“When we interview, we ask … ‘how do you know about machining? Do you have any relatives [who did machining], did your grandpa do it?’” explained Sawyer.

Miller said his company's entry-level positions are set-up operators, where they work with a six-axis Computer Numeric Control (CNC) machine.

Debra Smith, human resources senior manager with GOJO, which has a manufacturing facility on State Road in Cuyahoga Falls, said her company seeks candidates “with technical and problem-solving competencies, especially as our world moves to more automated technology.”

Improving perceptions of manufacturing work

Negative and inaccurate perceptions of manufacturing work sometimes deter young people from pursuing employment and also, at times, keeps their parents from encouraging their children to journey down that career path, according to local manufacturers.

After he gave a tour of the Kyocera facility to a group of students, Miller asked a student what she thought of it.

“She says ‘oh it’s wonderful,’” recalled Miller. “I said ‘what did you think before [you visited]?’ She said, ‘I thought the people would be sad … doing the same thing over and over in a dirty job.’ I said ‘was it like that?’ She said ‘no, they were happy and they did a good job.’”

That story, Miller said, reflected the “misconception” that parents and students sometimes have that manufacturing is “filthy and you leave this place with less fingers than you started with.”  He emphasized that manufacturing today is “different from your grandpa’s old manufacturing. It’s no longer dirty … it’s Computer Numeric Control machines, it’s state-of-the art now … We have a modern manufacturing facility that you could eat off the floor it's so clean.”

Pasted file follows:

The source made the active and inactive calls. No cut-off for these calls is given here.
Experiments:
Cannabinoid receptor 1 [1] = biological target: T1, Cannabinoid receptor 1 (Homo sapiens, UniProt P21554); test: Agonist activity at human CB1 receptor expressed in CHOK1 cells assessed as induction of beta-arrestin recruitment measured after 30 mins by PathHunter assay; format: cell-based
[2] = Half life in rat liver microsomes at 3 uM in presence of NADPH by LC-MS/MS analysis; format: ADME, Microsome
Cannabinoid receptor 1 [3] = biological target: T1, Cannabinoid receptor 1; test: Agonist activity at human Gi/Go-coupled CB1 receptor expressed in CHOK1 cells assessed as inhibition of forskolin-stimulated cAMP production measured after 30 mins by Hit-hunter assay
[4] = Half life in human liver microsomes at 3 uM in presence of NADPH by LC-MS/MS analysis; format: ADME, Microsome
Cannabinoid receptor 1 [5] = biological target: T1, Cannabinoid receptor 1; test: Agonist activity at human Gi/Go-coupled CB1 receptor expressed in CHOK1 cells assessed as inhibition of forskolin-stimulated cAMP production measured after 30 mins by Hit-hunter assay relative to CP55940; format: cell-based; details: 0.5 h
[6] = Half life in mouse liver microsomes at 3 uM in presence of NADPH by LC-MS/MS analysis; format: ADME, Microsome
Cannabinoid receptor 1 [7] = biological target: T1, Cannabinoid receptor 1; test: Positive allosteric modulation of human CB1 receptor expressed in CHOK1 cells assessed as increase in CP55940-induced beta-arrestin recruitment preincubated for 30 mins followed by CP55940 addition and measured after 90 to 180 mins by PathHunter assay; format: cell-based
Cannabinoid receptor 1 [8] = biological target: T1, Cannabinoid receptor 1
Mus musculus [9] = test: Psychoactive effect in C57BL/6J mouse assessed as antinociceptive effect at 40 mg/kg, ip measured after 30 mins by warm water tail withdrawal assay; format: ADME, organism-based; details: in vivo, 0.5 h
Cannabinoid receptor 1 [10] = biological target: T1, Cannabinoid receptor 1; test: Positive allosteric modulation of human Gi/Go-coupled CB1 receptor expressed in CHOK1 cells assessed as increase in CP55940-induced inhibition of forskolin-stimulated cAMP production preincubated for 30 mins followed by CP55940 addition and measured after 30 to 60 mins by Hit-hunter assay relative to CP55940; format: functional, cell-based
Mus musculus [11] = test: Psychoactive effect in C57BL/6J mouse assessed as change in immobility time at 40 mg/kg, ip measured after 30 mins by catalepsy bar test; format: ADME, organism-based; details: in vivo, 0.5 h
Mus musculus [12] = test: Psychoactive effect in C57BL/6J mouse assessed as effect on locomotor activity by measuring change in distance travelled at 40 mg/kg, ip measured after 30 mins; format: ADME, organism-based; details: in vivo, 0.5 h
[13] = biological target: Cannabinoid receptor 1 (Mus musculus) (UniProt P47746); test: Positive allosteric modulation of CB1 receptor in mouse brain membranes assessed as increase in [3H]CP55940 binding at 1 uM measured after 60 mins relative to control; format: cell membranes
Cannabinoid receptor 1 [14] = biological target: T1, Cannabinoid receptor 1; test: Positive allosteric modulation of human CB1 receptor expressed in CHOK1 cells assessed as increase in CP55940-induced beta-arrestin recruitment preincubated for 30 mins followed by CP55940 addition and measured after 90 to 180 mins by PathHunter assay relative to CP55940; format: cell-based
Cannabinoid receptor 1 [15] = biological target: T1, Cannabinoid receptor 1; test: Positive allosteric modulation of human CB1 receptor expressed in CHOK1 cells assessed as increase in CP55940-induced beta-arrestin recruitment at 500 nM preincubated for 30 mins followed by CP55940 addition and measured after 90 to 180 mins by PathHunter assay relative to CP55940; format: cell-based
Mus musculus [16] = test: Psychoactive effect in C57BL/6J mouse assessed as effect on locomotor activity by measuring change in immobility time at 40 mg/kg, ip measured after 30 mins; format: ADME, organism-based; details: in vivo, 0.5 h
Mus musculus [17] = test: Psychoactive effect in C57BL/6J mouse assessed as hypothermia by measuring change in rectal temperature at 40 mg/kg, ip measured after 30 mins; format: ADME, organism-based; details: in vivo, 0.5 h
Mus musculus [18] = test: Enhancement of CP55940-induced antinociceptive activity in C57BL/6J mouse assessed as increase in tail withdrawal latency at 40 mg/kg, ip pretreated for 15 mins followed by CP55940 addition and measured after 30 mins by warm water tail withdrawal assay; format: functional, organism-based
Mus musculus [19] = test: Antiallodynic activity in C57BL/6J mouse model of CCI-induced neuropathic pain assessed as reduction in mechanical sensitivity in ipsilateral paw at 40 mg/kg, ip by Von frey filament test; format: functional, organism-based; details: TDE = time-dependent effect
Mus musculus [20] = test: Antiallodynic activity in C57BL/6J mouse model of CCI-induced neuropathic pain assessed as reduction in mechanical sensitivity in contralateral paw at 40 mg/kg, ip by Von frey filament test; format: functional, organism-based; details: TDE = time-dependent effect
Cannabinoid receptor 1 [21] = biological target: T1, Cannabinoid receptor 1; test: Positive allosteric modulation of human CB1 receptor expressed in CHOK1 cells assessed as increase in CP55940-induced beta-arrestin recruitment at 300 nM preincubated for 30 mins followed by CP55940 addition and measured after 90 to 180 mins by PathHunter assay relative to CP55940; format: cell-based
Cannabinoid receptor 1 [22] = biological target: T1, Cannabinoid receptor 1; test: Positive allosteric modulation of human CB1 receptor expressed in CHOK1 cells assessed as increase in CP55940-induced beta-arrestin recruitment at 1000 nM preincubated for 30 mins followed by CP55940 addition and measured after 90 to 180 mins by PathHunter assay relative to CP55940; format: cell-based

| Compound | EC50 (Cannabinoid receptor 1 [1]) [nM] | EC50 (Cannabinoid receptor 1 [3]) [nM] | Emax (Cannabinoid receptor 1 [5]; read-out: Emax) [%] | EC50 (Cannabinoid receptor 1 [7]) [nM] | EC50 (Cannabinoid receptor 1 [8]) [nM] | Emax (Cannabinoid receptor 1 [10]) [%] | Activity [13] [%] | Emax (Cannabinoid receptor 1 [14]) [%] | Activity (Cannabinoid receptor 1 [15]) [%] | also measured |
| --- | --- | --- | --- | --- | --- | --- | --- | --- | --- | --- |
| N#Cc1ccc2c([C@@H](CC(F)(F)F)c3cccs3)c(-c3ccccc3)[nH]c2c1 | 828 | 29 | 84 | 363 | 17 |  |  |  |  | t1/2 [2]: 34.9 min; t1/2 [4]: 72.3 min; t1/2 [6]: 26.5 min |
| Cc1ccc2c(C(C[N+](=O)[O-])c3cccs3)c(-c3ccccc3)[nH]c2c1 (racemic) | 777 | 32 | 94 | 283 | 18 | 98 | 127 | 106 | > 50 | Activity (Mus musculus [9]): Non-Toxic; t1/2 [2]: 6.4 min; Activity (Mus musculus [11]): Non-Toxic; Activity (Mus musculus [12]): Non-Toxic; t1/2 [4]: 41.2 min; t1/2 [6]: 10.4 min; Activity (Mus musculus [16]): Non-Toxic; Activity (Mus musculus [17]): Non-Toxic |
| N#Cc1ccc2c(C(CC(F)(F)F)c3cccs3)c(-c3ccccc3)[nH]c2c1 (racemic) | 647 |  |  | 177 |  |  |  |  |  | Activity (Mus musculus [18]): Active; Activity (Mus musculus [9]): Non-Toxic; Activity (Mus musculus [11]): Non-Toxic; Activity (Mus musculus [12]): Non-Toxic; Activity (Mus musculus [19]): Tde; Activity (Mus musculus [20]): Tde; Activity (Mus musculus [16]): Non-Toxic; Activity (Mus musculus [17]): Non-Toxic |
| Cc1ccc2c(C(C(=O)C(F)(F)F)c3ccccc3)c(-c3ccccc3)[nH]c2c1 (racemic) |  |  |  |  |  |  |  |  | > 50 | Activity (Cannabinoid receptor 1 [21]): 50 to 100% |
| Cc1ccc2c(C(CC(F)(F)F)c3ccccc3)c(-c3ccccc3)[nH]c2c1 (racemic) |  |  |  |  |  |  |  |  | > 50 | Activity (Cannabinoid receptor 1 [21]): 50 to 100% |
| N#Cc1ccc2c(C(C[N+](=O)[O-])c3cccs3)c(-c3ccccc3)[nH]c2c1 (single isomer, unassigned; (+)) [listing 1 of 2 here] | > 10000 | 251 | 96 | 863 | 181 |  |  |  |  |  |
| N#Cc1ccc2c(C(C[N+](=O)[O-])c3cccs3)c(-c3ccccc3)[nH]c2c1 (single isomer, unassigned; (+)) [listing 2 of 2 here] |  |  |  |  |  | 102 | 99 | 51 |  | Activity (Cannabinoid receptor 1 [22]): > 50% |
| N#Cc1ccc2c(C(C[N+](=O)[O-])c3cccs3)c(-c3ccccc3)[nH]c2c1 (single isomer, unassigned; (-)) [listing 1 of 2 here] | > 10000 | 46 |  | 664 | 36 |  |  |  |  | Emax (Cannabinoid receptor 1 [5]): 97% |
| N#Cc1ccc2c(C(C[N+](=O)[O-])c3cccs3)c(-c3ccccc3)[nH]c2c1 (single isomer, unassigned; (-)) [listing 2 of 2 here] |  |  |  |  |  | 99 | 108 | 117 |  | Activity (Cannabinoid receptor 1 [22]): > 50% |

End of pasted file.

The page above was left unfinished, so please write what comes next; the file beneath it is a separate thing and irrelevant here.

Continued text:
Stanchina noted the Six District Educational Compact a while back dropped the word “vocational” from its programming information because “people kept thinking it was like their grandfather's vocational education. A lot of brawn and no brain. That's not the way it is today.”

Many students, parents focus on college

Another issue at play: many students and parents are laser-focused on young people going to college and do not give serious consideration to a career in manufacturing.

“The college aspect is pushed so much,” said Sawyer. “Go to college, go to college, that the manufacturing [area] I think is looked [at] in a different light. We’ve got to get it [in] more of a positive light.”

Miller added a lot of parents encourage their children to head to a four-year college “right out of high school … Maybe they want to go to college later, but they want to earn some money now.”

Both Miller and Sawyer said they speak with parents and students about the opportunities available in manufacturing.